Barges have broken loose in one Louisiana parish because of Hurricane Ida, official says
Hurricane Ida lashed the state of Louisiana as a Category 4 storm for about six hours after it made landfall.
Ida was downgraded to a Category 3 storm in a 7 p.m. ET update from the National Hurricane Center. It made landfall as a Category 4 storm around 1 p.m. ET.
For reference, Hurricane Laura, which hit Louisiana last year, went from a 150 mph Category 4 storm to 120 mph Category 3 storm in 3 hours after landfall. Hurricane Michael in 2018 went from 155 mph to 125 in 3 hours post landfall.
So Hurricane Ida maintained Category 4 strength after landfall for twice as long as those two storms.
So what’s the difference between categories anyway? The National Hurricane Center uses the the Saffir-Simpson Hurricane Wind Scale to rate hurricanes. According to the scale, Category 4 hurricanes have sustained winds between 130 and 156 mph, and they will produce “catastrophic damage.”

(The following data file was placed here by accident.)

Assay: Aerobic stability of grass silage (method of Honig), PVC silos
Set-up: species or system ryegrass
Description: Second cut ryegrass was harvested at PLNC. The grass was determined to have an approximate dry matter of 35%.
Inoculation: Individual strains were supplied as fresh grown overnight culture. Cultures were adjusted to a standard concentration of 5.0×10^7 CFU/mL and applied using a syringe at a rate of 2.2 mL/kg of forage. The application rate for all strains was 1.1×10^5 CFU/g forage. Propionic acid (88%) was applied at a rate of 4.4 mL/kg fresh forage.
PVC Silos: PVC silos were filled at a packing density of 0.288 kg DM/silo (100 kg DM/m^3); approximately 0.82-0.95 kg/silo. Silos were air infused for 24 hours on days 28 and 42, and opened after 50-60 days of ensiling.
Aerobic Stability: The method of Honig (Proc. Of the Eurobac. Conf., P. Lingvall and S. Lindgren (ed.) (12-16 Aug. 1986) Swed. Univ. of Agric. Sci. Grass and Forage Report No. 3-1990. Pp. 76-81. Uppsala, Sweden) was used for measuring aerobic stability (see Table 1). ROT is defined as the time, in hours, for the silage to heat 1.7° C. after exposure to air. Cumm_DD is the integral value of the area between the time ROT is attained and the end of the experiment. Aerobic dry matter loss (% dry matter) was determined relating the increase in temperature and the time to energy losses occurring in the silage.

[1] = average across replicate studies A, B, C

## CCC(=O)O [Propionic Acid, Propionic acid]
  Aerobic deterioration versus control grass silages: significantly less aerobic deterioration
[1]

“Well-built framed homes can sustain severe damage with loss of most of the roof structure and/or some exterior walls. Most trees will be snapped or uprooted and power poles downed. Fallen trees and power poles will isolate residential areas. Power outages will last weeks to possibly months. Most of the area will be uninhabitable for weeks or months,” the center says of Category 4 storms.
Meanwhile, Category 3 storms — which produce “devastating damage” — have sustained winds between 111 and 129 mph.
“Well-built framed homes may incur major damage or removal of roof decking and gable ends. Many trees will be snapped or uprooted, blocking numerous roads. Electricity and water will be unavailable for several days to weeks after the storm passes,” the center says.